The resident will learn to process IV medications correctly, by selecting the appropriate diluent, the right concentration, and the correct infusion rate. The resident will work closely with pharmacy technicians to ensure timely delivery of medications; will respond to drug information inquiries from MDs, clinical pharmacists and nurses.
Participation in longitudinal ambulatory care clinics is a required learning experience for residents during the second half of the residency year.
Each resident selects one to two longitudinal clinics to participate in over three to six months, generally spending four hours in the selected clinic each week. While in the selected clinics, residents will play an active role in patient care, developing care plans, initiating and monitoring medication therapy, and identifying, preventing, and resolving medication therapy issues.
Residents may choose to spend time in in any of the following clinics: anticoagulation, general primary care, clozapine, geriatric assessment, geriatric primary care, liver, infectious disease, neurology, renal, physical medicine and rehabilitation, or pain and palliative care.
Residents will learn different ways to provide drug information during this longitudinal, year-long rotation. As pharmacist’s roles expand, drug information has become essential to our profession.
One of the important competencies of a residency trained PharmD is the ability to retrieve, analyze, and interpret the professional, lay and scientific literature to provide drug information and counseling to patients, their families or caregivers, and other involved health care providers.
As practicing clinicians in dynamic patient care environments, all pharmacists have a responsibility to be effective drug information providers. With the development of new drugs and the advancement of medication therapy, it is challenging for health care professionals to keep abreast of new health information.
Although pharmacists will not have the answer to every question, it is important to know how to approach drug information questions and how to locate the requested information.
The service commitment learning activity is a required longitudinal experience. This activity consists of acting as the clinical pharmacist during one weekend per month. The clinical pharmacist is responsible for completing and documenting the medication reconciliations for all patients within 24 hours of admission.
The clinical pharmacist is also responsible for providing pharmaceutical support to the medicine and surgery teams when requested. This includes answering drug information questions, responding to medical or surgical pager calls and educating patients on anticoagulation or insulin regimens prior to discharge.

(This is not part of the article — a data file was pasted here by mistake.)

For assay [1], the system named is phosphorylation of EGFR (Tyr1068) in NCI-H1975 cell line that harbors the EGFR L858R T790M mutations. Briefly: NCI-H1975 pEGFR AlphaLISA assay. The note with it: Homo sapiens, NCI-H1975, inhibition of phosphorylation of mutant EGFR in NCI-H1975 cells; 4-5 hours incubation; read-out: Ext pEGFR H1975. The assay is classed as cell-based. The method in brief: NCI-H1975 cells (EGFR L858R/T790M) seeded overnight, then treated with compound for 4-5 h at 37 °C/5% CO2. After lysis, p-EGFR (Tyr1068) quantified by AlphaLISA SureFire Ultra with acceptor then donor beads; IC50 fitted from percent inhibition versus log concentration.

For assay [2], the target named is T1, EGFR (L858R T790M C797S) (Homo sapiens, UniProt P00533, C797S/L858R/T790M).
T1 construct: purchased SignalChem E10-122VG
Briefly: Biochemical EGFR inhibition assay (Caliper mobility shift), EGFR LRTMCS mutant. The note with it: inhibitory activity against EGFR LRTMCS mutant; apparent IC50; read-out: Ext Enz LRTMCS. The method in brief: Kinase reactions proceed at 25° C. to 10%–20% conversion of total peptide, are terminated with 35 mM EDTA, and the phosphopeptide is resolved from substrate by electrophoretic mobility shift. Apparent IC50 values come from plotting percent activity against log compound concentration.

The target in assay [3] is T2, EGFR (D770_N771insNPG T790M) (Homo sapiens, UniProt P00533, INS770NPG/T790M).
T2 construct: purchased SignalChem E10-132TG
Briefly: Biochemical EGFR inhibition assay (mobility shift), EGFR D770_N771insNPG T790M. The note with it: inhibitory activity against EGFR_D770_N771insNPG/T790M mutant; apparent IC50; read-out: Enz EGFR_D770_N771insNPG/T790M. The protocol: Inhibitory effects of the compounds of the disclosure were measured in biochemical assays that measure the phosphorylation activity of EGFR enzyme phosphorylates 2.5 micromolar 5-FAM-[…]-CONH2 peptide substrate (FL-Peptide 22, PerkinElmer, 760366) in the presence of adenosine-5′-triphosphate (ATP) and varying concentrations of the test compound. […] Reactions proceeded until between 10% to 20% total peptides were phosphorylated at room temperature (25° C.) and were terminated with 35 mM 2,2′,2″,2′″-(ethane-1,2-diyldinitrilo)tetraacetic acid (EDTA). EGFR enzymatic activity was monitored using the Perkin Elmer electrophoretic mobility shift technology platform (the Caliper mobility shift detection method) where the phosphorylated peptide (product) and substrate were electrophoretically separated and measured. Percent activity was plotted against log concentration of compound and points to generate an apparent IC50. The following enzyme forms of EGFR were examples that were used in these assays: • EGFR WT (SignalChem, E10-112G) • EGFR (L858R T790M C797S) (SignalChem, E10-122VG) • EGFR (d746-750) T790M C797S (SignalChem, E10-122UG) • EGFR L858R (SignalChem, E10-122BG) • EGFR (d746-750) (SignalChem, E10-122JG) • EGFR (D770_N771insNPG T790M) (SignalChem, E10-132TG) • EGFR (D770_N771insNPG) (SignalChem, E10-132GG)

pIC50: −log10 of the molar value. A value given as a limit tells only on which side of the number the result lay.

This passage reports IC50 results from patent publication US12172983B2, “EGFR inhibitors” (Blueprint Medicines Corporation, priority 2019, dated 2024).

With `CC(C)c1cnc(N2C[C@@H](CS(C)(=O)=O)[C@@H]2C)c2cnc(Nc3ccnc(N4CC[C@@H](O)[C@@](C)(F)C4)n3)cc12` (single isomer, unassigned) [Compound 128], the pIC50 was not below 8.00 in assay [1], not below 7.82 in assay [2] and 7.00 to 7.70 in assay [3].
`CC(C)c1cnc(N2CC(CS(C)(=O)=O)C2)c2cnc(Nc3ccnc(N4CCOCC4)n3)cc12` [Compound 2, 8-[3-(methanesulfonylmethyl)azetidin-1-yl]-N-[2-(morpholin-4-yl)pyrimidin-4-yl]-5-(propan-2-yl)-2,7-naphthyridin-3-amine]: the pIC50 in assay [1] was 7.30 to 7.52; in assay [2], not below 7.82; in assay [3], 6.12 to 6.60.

Staffing responsibilities will not begin until after the resident has completed an internal medicine rotation. The resident will also be responsible for proper communication of continued patient needs to the appropriate person, either the provider or team pharmacist, for continuity of care after the weekend.
Efficient data collection and documentation skills will be essential for completing this learning activity.
Residents are required to complete a practice-related project to demonstrate project management skills.
Residents usually select from quality-improvement and research projects that are proposed by pharmacists, physicians, and other individuals throughout the facility and approved by the residency advisory committee (RAC). The resident selects a project mentor whose responsibility is to assist and support the resident through the project with assistance from RAC.
Given the time typically involved in completing a residency project, the RAC has put together timelines and deadlines that need to be met by the resident in order to ensure the resident’s project will be completed during the residency year. Residents must complete a project manuscript that is suitable for publication.
Optional teaching certificate
The PGY1 program offers the opportunity to earn a teaching certificate. Teaching opportunities include precepting students on rotation, presenting to pharmacy staff, leading small group discussions with pharmacy students and lecturing at the University of Utah College of Pharmacy or Roseman University College of Pharmacy. For further questions regarding the teaching certificate, email PGY1 residency coordinator, Katie Athern.